Posted 02 April 2006 - 08:55 PM
With the rising cost of Thompsons reaching the multiple tens of thousands of dollars, the relative costs in his structure become at least possible. So help me see the flaws, drawbacks, or other problems?
A corporation can own a Thompson. Create a corporation. Since this is not a process meant to make any real profit, make the corporation a “C” Corp with shares. You can ultimately privately sell those shares to anyone.
Buy a Thompson under the corporate name as a corporate asset as an investment. I understand this will probably have to be a corporation in a state which will allow ownership.
There is probably an expense associated with this continuing project. Accounting costs, tax filings, annual reports to the state.
My thought is this…
Ultimately, when the time comes, the corporation doesn’t sell the Thompson, it sells its shares (and thus its assets) to a new shareholder. The new holder of the 100 shares of stock in M1921 Inc. takes over the assets, the responsibilities, and everything else.
There would be no forms to file with BATF, no reports, no approvals, no CLEO signatures or approvals. I suppose there would be a corporate filing if the location of the Thompson changes. But that should be routine.
Remember to properly hold corporate meetings and observe the legal requirements.
BTW, nothing here is supposed to be a plan to violate any laws. I’m not proposing anything wrong, and if it is “wrong” I would like to know about it.
Posted 03 April 2006 - 12:13 PM
Posted 03 April 2006 - 08:07 PM
(This scenario assumes that your local Sheriff or Chief does not sign for Form-4s in your jurisdiction.)
You go to the local Sheriff and say: "Mr Sheriff, I'm planning to buy 10 mgs and 10 silencers over the next 5 years. Will you sign the Form-4's for me?" Mr Sheriff says: "No I don't think I will sign."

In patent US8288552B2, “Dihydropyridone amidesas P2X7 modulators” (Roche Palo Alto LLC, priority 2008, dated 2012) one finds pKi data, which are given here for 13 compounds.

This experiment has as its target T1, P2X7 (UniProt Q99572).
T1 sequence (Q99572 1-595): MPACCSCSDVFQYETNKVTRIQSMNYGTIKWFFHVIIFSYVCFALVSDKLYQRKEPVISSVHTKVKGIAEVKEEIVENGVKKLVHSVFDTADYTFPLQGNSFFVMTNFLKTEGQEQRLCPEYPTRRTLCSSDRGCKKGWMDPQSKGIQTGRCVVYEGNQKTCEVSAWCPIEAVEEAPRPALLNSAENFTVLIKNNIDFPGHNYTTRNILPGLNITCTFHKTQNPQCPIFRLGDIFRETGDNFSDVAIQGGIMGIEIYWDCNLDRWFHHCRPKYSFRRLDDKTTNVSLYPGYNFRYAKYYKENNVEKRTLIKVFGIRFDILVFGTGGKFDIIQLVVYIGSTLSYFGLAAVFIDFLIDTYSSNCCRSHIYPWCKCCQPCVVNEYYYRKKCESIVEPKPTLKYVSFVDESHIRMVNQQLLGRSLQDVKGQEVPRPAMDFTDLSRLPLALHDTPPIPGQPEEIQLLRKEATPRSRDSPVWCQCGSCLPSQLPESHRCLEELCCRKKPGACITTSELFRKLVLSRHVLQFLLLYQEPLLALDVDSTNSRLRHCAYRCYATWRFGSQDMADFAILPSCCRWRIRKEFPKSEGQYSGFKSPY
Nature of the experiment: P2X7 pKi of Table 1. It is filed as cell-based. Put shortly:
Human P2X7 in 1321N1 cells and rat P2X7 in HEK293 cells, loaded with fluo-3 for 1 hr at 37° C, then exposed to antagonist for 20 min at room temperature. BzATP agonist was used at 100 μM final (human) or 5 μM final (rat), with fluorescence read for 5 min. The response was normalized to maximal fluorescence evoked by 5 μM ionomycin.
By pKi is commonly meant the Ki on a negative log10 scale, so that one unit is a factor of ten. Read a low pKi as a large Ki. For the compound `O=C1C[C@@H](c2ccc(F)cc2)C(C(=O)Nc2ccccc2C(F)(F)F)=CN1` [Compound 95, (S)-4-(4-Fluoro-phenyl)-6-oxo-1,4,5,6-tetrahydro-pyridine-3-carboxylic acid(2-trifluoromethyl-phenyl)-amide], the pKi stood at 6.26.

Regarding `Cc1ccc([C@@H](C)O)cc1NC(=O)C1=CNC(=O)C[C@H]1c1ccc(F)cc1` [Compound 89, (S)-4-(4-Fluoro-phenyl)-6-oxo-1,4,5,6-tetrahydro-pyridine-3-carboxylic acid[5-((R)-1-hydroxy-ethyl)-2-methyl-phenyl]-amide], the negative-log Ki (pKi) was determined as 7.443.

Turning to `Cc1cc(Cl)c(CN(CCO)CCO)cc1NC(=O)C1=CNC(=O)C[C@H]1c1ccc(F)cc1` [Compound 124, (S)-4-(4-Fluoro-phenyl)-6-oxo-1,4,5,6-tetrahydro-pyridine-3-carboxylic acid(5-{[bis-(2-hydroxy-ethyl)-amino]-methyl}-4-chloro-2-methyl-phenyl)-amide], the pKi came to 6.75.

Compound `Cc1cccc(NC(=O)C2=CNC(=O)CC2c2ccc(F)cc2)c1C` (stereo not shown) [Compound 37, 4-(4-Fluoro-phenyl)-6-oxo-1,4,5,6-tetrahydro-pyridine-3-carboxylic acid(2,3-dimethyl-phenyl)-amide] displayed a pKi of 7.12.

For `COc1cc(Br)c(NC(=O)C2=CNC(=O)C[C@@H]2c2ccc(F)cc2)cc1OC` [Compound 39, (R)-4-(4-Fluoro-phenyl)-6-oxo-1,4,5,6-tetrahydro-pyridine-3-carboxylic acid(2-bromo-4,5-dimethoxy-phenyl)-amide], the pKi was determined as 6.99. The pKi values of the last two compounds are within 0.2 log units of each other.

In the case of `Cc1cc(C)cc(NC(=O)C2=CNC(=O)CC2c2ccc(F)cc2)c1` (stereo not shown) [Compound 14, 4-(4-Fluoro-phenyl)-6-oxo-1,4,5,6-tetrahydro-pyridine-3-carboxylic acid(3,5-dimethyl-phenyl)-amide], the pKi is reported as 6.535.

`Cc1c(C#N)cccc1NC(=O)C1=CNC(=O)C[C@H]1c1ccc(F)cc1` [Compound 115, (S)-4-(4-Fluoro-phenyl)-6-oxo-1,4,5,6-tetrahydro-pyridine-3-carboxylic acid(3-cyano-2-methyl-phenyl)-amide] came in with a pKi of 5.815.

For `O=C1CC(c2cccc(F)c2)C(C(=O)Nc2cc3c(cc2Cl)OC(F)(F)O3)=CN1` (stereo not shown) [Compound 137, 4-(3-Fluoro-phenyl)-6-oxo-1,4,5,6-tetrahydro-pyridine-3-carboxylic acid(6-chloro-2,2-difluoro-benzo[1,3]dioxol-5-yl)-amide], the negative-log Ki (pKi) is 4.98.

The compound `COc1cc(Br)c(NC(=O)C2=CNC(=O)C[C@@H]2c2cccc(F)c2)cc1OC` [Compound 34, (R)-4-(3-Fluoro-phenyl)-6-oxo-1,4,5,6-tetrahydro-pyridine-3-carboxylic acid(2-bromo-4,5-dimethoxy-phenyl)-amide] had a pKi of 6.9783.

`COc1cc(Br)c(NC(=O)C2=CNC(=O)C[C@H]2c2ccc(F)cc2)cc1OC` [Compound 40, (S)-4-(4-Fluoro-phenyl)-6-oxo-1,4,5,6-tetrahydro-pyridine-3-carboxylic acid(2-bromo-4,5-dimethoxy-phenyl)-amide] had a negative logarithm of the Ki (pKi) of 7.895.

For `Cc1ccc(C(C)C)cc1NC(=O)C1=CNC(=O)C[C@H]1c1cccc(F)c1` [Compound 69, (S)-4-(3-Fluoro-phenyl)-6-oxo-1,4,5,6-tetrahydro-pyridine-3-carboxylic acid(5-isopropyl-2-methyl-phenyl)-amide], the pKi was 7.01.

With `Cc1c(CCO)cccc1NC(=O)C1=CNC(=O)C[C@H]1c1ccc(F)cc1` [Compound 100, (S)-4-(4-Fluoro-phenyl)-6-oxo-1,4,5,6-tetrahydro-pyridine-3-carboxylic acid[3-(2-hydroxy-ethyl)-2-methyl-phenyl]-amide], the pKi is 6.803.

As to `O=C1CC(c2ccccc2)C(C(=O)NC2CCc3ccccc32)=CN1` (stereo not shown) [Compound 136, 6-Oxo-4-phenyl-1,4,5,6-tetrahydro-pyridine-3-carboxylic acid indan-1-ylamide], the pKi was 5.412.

Plan B - Incorporate, for investment purposes, and over a period of 5 years, buy 10 rare mgs and 10 silencers. Then go to the Sheriff and say: "Mr Sheriff, my corporation owns many thousands of dollars in valuable automatic firearms acquired over the last 5 years. But now my CPA and Tax atty are advising me, for tax reasons, that I ought to close out my corporation. Trouble is, I will need your signature on these 20 sets of Form-4s and I will have to pay $200 transfer tax on all the items (even though the govt. already got $200 each when the corporation bought them. ) Since I AM the corporation, and I'm already in possession of the items, and have invested thousands of dollars in the investment, I naturally don't wish to dispose of them at this time. So I'll need your signature to transfer them from my corporation to me individually."
It is my personal opinion that "Plan B" may work for an individual who can not otherwise obtain the signature of a local official.
It may still take an atty to lean on the official, but I think he'd have a better chance than asking for the signature PRIOR to the purchase.
Posted 04 April 2006 - 01:44 AM
Posted 04 April 2006 - 10:48 PM
Your plan might work, but it depends on the reason that the Sheriff will not sign. In my case, my Sheriff (and every other CLEO in my jurisdiction, Republican or Democrat) is afraid of the political fallout come election time. They told me very clearly years ago that they will not sign the forms for that reason. I presented many practical facts and explanations, including the results of a lawsuit in an adjoining county where the Sheriff was compelled by a judge to sign the paperwork. Basically, his response was - don't confuse me with the facts....
I formed a corp and acquired my MGs that way. I saw the Sheriff a year ago and shared that information with him. His response was, "I'm glad you were able to work it out, because I will never sign one of those forms."